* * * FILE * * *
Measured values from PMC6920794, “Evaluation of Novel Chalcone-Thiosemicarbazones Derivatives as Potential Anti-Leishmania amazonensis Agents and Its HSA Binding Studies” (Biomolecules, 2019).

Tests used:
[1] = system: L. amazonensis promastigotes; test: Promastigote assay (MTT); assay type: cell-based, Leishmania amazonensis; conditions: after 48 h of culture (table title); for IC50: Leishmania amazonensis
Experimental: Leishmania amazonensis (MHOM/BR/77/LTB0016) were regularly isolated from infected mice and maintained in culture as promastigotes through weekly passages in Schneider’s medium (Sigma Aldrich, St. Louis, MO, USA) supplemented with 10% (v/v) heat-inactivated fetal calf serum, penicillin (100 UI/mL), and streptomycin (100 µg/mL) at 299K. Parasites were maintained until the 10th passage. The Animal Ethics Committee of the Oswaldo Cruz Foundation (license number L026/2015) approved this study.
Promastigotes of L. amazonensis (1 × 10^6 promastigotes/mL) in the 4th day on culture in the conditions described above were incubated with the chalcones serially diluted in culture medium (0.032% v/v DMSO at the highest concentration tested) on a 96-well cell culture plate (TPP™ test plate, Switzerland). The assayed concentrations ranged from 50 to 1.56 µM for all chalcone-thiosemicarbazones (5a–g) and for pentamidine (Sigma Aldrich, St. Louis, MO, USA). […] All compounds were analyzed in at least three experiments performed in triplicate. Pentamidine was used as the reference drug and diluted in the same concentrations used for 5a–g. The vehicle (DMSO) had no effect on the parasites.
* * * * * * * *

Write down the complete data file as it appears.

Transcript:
Measured values from PMC6920794, “Evaluation of Novel Chalcone-Thiosemicarbazones Derivatives as Potential Anti-Leishmania amazonensis Agents and Its HSA Binding Studies” (Biomolecules, 2019).

Tests used:
[1] = system: L. amazonensis promastigotes; test: Promastigote assay (MTT); assay type: cell-based, Leishmania amazonensis; conditions: after 48 h of culture (table title); for IC50: Leishmania amazonensis
Experimental: Leishmania amazonensis (MHOM/BR/77/LTB0016) were regularly isolated from infected mice and maintained in culture as promastigotes through weekly passages in Schneider’s medium (Sigma Aldrich, St. Louis, MO, USA) supplemented with 10% (v/v) heat-inactivated fetal calf serum, penicillin (100 UI/mL), and streptomycin (100 µg/mL) at 299K. Parasites were maintained until the 10th passage. The Animal Ethics Committee of the Oswaldo Cruz Foundation (license number L026/2015) approved this study.
Promastigotes of L. amazonensis (1 × 10^6 promastigotes/mL) in the 4th day on culture in the conditions described above were incubated with the chalcones serially diluted in culture medium (0.032% v/v DMSO at the highest concentration tested) on a 96-well cell culture plate (TPP™ test plate, Switzerland). The assayed concentrations ranged from 50 to 1.56 µM for all chalcone-thiosemicarbazones (5a–g) and for pentamidine (Sigma Aldrich, St. Louis, MO, USA). […] All compounds were analyzed in at least three experiments performed in triplicate. Pentamidine was used as the reference drug and diluted in the same concentrations used for 5a–g. The vehicle (DMSO) had no effect on the parasites.